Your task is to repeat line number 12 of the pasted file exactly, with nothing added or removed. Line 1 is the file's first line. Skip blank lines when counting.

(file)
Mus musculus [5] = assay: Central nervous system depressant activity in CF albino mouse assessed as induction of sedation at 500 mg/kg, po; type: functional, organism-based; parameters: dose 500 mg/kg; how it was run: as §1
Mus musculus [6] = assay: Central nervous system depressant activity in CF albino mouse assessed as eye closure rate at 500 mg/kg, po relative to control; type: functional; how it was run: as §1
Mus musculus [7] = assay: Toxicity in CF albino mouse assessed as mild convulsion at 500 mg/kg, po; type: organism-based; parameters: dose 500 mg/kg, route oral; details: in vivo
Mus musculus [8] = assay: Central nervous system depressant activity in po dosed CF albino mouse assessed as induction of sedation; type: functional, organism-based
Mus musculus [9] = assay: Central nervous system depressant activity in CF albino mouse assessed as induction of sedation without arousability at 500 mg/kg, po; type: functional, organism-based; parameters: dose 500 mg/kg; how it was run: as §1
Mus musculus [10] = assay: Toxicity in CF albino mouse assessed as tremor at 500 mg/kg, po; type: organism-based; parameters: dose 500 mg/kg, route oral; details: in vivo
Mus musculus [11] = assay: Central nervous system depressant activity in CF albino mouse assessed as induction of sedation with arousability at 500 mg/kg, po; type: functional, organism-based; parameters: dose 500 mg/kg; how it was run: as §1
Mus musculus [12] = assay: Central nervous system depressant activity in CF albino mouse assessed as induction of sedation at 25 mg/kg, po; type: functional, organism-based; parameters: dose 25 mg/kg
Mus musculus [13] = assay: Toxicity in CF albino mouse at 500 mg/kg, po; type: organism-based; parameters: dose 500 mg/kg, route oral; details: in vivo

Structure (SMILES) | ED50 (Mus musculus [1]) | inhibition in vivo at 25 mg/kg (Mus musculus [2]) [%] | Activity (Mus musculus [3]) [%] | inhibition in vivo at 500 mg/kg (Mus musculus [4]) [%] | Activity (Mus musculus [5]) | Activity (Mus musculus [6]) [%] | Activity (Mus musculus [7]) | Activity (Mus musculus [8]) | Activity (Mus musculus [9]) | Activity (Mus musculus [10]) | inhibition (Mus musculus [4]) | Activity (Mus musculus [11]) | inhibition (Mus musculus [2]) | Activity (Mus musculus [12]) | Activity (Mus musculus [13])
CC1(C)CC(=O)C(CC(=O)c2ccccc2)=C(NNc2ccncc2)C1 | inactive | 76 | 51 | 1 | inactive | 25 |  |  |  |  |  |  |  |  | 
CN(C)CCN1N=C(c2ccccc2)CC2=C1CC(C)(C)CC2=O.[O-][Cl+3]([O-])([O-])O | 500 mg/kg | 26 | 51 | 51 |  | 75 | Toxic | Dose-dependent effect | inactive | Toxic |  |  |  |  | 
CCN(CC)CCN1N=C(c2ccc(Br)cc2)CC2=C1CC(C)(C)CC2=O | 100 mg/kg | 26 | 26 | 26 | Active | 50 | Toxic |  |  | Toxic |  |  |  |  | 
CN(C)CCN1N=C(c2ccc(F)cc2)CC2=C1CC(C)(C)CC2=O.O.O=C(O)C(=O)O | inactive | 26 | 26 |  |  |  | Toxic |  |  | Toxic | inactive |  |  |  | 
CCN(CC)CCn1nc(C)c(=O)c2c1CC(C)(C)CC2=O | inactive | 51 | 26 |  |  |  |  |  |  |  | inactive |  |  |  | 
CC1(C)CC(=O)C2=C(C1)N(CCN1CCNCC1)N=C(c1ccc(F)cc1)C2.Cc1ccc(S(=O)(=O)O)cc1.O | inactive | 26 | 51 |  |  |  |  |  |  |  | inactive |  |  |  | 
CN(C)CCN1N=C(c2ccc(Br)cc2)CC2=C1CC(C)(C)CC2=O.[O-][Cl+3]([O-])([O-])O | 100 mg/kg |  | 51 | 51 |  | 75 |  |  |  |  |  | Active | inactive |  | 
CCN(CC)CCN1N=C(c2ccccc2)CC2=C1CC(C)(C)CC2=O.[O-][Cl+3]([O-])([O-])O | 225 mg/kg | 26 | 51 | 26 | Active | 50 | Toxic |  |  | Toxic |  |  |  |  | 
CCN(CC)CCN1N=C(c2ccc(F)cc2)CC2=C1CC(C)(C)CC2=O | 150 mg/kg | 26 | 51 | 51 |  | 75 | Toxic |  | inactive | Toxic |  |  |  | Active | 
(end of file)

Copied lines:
CN(C)CCN1N=C(c2ccccc2)CC2=C1CC(C)(C)CC2=O.[O-][Cl+3]([O-])([O-])O | 500 mg/kg | 26 | 51 | 51 |  | 75 | Toxic | Dose-dependent effect | inactive | Toxic |  |  |  |  | 